Christians also need not resort to promoting a particular notion of the “traditional” family (as it has come to be accepted in American evangelicalism) as their primary method of strengthening civil society. Sociologists and historians have shown, in fact, that the “traditional” Christian family (one that is emotionally nurturing, with two parents, of which only the father is employed outside the home, the mother’s attention being focused on rearing the children) is actually novel. By contrast, according to James Davison Hunter, from the late Middle Ages to the eighteenth century the most important function of the family was survival. Thus, it was defined more as an economic enterprise than an emotional one. Later, Victorian society believed that women had a natural aptitude for morality and keeping the home was given sacred value. The Industrial Revolution finished the process of a split between the public and private by removing meaningful work from the home. Men began to work outside the home as wage-earners, and women no longer contributed to the family income, nor did they need to spend as much time to maintain their families due to advances in medicine, and the production of food and basic consumer goods. Hunter concluded that evangelicals have come to view the Victorian model of family as the model of a “traditional,” meaning “biblical,” family.
Another sociologist, Sally K. Gallagher, has recently found that, although evangelical ideology remains committed to a “traditional” family model with the husband as head-of-the-household, few marriages actually operate this way. Evangelical wives are as likely to be employed outside the home as American women generally and rarely do husbands make unilateral decisions or wives submit in silence. Yet, the people Gallagher interviewed explained that they hold to a concept of male leadership since to abandon it would result in marital infidelity, family break-down, and the moral break-down of society. Gallagher argues, however, that the disjuncture between evangelical ideology and practice is not merely a Victorian holdover and pragmatic (though it is both of these). More importantly, she concludes, gender and family issues serve as a symbolic, theological boundary to set evangelicals apart from the outside world, both secular and religious, thus allowing people who are in reality comfortable insiders in American culture (educated, middle-class, technologically savvy consumers) to remain symbolically on the outside as prophetic witnesses to the world.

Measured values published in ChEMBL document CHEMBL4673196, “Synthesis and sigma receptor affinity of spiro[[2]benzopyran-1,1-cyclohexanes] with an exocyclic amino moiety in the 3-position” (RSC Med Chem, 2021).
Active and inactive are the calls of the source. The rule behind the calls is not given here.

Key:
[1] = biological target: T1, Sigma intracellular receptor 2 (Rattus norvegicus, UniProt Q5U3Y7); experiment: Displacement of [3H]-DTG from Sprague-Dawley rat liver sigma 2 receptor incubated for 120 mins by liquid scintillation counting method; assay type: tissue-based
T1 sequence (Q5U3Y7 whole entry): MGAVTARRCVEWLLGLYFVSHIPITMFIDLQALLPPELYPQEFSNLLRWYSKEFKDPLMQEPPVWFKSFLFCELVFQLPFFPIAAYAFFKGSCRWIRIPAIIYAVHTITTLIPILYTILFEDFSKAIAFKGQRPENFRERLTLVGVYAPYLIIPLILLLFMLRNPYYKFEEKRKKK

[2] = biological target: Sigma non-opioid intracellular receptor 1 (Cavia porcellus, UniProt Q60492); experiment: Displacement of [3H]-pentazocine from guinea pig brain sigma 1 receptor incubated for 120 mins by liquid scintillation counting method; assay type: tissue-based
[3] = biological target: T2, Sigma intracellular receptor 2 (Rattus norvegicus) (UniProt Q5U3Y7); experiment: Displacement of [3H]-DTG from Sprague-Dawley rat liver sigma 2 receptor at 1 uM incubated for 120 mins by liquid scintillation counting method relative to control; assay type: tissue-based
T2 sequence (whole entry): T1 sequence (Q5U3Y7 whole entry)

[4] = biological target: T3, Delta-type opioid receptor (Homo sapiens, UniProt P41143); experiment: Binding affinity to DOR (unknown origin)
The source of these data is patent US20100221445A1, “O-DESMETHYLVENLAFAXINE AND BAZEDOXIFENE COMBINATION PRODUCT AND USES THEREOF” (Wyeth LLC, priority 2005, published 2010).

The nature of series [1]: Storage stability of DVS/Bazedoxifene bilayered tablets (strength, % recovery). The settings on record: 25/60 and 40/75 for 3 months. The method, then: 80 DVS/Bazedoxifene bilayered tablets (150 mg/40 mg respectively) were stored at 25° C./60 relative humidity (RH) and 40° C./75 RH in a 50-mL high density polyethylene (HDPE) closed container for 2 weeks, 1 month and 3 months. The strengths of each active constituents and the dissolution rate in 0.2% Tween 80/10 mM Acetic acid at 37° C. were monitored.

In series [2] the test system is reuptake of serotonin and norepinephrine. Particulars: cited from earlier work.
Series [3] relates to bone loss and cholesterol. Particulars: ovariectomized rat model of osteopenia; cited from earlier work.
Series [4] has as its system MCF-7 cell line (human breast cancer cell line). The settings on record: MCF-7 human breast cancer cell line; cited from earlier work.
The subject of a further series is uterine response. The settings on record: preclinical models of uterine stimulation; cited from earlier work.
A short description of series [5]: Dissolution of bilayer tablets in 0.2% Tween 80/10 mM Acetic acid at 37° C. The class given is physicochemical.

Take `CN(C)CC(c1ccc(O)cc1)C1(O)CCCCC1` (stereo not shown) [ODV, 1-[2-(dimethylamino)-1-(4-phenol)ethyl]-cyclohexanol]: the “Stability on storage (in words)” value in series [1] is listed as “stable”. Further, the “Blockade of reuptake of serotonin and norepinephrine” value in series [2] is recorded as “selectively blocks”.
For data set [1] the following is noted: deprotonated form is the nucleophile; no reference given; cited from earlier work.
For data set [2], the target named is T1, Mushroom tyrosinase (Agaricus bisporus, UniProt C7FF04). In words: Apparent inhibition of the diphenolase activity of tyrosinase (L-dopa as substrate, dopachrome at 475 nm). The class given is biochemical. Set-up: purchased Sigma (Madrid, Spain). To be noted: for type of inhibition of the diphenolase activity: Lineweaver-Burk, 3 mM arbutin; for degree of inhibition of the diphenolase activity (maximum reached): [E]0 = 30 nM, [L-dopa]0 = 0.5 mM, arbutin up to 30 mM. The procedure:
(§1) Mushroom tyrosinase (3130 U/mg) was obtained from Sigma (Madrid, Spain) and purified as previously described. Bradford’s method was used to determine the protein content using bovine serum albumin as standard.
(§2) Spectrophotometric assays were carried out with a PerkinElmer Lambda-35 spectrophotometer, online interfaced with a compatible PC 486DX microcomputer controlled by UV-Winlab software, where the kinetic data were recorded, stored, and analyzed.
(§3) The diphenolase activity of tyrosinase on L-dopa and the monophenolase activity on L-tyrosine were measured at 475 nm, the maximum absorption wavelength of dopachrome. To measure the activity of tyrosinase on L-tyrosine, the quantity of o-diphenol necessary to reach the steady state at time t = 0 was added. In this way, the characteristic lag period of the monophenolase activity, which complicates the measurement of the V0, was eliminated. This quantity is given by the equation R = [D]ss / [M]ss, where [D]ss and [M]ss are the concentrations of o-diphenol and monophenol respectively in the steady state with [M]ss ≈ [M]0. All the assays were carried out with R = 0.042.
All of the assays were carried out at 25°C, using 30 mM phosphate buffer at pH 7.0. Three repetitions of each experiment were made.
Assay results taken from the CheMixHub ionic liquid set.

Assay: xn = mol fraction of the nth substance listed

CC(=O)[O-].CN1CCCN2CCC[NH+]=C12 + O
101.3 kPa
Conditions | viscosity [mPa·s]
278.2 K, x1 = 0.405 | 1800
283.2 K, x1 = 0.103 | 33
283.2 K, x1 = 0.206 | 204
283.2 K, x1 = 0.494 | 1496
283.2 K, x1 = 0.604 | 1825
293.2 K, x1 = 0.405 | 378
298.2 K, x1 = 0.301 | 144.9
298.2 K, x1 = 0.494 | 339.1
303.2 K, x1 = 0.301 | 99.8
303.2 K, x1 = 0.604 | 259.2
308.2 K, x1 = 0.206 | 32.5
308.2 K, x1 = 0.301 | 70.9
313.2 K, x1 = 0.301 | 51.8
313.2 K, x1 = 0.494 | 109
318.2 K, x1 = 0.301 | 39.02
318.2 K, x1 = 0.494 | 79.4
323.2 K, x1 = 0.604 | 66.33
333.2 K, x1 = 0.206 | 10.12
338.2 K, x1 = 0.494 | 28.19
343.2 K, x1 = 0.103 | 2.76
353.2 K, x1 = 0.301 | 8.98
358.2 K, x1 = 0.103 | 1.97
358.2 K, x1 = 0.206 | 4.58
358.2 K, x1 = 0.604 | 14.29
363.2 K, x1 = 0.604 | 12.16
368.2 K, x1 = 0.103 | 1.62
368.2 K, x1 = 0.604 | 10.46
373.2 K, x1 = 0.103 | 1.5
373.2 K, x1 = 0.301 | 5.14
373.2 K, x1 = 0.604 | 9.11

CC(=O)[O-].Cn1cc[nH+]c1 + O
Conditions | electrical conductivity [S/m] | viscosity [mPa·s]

Perhaps, though, evangelicals need to consider whether there is a better way to witness to the world and bolster civil society than by a blanket opposition to “feminism” and trying to maintain “traditional” family values. Are there better ways to oppose individualism, check competition, promote discipline and connect individuals to a community? Certainly extreme forms of feminism promote individualism, but a more fundamental source of individualism and competition is our pervasive consumer economy, in which evangelicals heartily participate. (Technology, which evangelicals embrace as a method of spreading the Gospel, is another insidious cause of individualism because of its tendency to isolate individuals from real, non-selective community involvement.) Martial fidelity and commitment to family may encourage discipline, but this proves true whether it is based on a “traditional” or “egalitarian” model, as Gallagher and others have shown. And rather than advocating for male “headship” and a limited role for women in the home and church, a better way to draw people in contemporary society into the community of faith is to encourage women to use their gifts as agents of Christ and for the benefit of the common good.
Evangelicals will go to the polls in November and overwhelmingly will vote Republican. Without these votes George W. Bush would not have won in 2000 and will not be able to win in 2004. It is time to wonder if voting, however, is enough civic involvement to counter the tilt toward incivility in our society or whether it is time, as thinking believers, to work in new ways to renew the community of faith and serve the welfare of the common good.
Pam D. H. Cochran